With the failure of the Camp David final status negotiations and the outbreak of large-scale violence in late 2000, Israel and the Palestinians descended into a crisis that threatens to undermine the chances of peaceful resolution for years to come. The two sides have reached an apparent impasse, with violence and retribution supplanting dialogue and negotiation as driving principles of Israeli-Palestinian relations. The diplomatic efforts of the United States and others have had little success in ending the violence or restarting negotiations, and the very viability of the peace process begun at Oslo now seems in grave doubt.
The purpose of The Israeli-Palestinian Workshop, established in Washington, D.C., under the auspices of the Saban Center for Middle East Policy at The Brookings Institution, is to promote an institutional dialogue between Israelis, Palestinians, and Americans to find new ways of promoting a halt to the violence, a return to serious negotiations, and a final settlement of the conflict.
Participants in the Workshop include former negotiators, former and current government officials, and policy experts involved in the peace process. In the first Workshop, held at The Meridian House on November 14–16, 2002, concept papers were presented on three topics: the requirements for Palestinian state building; Israeli security requirements in a future peace settlement; and new mechanisms for resolving the conflict, such as an international trusteeship for Palestine. The basic purpose was to come up with ways to reconcile Palestinian requirements for an independent, viable, and democratic state with Israeli requirements for security and existence as a Jewish state.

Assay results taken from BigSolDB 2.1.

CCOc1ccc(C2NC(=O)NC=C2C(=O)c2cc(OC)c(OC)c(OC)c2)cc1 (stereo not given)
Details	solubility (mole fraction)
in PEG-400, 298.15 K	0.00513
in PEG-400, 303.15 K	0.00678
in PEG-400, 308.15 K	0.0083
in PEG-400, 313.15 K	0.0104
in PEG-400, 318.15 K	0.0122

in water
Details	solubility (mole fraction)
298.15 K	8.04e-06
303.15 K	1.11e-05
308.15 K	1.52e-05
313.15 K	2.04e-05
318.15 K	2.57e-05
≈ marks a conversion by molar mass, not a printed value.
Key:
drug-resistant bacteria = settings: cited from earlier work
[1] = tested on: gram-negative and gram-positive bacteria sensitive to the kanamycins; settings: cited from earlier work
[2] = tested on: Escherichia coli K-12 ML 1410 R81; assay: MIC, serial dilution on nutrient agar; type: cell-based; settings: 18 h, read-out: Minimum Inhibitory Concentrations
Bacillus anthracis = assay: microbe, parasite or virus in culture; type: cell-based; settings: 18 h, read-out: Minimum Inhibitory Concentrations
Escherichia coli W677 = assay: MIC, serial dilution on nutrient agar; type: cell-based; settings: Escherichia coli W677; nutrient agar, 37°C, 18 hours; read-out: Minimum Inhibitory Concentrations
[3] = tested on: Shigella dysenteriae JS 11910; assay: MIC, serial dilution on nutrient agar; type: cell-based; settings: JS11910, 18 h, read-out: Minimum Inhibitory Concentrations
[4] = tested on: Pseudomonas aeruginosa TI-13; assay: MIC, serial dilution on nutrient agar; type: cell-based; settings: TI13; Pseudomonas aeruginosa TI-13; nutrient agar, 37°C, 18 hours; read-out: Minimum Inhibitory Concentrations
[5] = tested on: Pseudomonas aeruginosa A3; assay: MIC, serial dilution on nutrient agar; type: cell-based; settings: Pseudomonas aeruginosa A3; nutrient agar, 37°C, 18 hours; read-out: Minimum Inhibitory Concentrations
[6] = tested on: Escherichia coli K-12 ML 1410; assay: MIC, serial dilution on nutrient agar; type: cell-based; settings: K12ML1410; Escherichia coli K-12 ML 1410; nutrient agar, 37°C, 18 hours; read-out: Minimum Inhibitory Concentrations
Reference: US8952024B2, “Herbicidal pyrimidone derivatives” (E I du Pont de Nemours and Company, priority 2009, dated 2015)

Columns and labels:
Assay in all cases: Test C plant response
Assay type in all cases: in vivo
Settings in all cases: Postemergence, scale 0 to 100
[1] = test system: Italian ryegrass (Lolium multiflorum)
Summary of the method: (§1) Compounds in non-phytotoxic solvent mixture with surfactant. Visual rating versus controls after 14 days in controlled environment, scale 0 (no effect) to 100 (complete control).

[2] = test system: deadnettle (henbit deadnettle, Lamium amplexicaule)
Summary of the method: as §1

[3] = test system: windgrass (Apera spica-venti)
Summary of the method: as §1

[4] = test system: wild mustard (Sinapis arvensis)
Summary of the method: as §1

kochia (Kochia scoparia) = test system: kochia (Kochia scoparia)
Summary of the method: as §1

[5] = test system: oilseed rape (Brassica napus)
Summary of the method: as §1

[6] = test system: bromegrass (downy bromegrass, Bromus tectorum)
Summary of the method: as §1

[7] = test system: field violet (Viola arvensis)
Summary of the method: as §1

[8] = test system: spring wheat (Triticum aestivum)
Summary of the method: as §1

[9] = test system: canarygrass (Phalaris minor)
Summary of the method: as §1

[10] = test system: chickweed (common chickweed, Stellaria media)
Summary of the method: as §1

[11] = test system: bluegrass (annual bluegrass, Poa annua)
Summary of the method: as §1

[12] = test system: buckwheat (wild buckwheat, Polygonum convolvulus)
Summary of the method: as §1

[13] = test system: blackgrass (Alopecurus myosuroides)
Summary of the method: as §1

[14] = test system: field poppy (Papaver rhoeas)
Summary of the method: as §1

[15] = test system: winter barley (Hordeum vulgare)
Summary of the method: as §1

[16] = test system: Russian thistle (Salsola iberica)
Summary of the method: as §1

At a time when relations between Israelis and Palestinians are characterized by violence, mistrust, and hatred, the first Workshop was able to promote a constructive and open exchange of ideas on the complex issues involved in resolving the Israeli- Palestinian conflict.
The following report on the first Workshop summarizes the views that emerged from both the presentations and the ensuing discussion sessions. In keeping with the Workshop’s goal of fostering open and frank discussion, the report avoids attributing specific opinions or remarks to the individuals who participated, except for those who presented papers.
I think it's unusual for the chief of staff to go on a trip, particularly on a trip this long. The chief of staff is usually more of a chief operating officer in the White House itself, and normally when your principal—whether it's the president himself or the head of Cabinet agency—goes abroad, you have his deputy and those folks staying behind to help manage operations in his absence.